The simple answer is that with the current state of X hotplug, you can't. If you're sufficiently motivated, my (extremely limited) understanding of the stack of work to do is as follows:
- 1) Test/verify XRandR support in xserver-xorg-video-displaylink
- 2) Add a udev rule that calls a hotplug activation script
- 3) Have the activation script initialise the device, and send RROutputChangeNotifyEvent to X
- 4) Troubleshoot the known issues with receipt of RROutputChangeNotifyEvent that makes it currently only work with certain types of hardware device (something about polling)
Once you get this far, you should be able to attach a displaylink device after X is running, and have it initialised. Precisely how your session deals with the device as a secondary display will be an amusing source of bugs: there's lots of corner cases dealing with very small displays (some common displaylink devices are 800x480 or smaller), or with difficulties allocating sufficient VRAM (displaylink has interesting handling routines for very high-resolution displays).
BUT this isn't really complete, because you'll need to reattach it and reinitialise it each and every time you want to use it. For a richer solution, one needs to enable hotplugging at a deeper level, which can also be used for coldplugging:
- a) Implement DDC/EDID polling/handling for displaylink
- b) Implement USB bus polling during X initialisation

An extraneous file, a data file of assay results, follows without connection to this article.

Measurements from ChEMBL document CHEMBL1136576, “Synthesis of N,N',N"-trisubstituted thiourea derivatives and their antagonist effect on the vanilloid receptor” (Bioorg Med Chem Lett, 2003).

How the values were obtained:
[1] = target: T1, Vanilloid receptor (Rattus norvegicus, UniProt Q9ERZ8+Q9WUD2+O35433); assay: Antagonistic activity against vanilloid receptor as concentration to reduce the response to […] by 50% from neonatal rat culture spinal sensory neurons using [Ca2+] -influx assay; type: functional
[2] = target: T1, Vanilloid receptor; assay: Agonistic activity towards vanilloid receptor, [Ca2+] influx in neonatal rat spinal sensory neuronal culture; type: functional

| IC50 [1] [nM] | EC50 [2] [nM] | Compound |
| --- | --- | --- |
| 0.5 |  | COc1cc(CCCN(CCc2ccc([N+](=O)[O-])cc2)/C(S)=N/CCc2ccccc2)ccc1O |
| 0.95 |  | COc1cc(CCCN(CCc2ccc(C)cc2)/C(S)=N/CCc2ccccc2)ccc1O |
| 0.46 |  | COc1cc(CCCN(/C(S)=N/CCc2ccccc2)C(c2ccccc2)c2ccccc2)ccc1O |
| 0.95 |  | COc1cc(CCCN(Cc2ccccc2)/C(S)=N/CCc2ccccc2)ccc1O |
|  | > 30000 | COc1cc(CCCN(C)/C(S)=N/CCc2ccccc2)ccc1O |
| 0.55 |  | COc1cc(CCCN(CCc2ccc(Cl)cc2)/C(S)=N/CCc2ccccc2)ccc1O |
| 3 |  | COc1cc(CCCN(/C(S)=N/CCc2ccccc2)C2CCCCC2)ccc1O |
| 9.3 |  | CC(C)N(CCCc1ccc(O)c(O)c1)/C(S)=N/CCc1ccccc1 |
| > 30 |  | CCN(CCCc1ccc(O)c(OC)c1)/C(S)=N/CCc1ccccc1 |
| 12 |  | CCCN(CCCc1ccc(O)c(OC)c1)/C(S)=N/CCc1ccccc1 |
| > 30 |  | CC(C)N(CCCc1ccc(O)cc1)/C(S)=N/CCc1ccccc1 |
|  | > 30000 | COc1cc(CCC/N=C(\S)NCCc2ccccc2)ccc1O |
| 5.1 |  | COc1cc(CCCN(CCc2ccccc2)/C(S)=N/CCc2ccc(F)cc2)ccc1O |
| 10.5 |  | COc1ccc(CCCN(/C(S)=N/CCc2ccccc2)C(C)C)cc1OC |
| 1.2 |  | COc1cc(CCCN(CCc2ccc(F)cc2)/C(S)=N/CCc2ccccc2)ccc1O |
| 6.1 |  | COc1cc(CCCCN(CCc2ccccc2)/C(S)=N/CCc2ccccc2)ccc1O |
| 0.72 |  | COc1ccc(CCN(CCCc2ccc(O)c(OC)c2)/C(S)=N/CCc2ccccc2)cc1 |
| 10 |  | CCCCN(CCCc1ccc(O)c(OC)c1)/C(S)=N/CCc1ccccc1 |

- c) Test/verify XRandR support in xorg-xserver-video-displaylink
- d) Add udev hints for displaylink devices to tell X how to detect them
Depending on precisely how b) is implemented, this should also cover the hotplug case also, by sending attributes to X in the udev rules (compare to how X input hotplugging support in udev is enabled). An added advantage of this implementation is that it likely also ends up adding support for USB display adaptors that use the sisusb driver (although that would need separate testing).
If you're actually interested in this level of implementation, I strongly advise you to carefully review wiki.x.org, and discuss this with the X developers. Several people have looked at the problem before, but all seem to have become distracted by something else at some time in the process.
If the above is all complete, the user experience should be: Attach a device. Install the driver. Watch it work (no logout/login, no reboot, etc.). Note that the user will not be prompted to install the driver on hardware detect, which is an entirely separate problem, and I think I've gone on long enough in this answer to leave that for another time.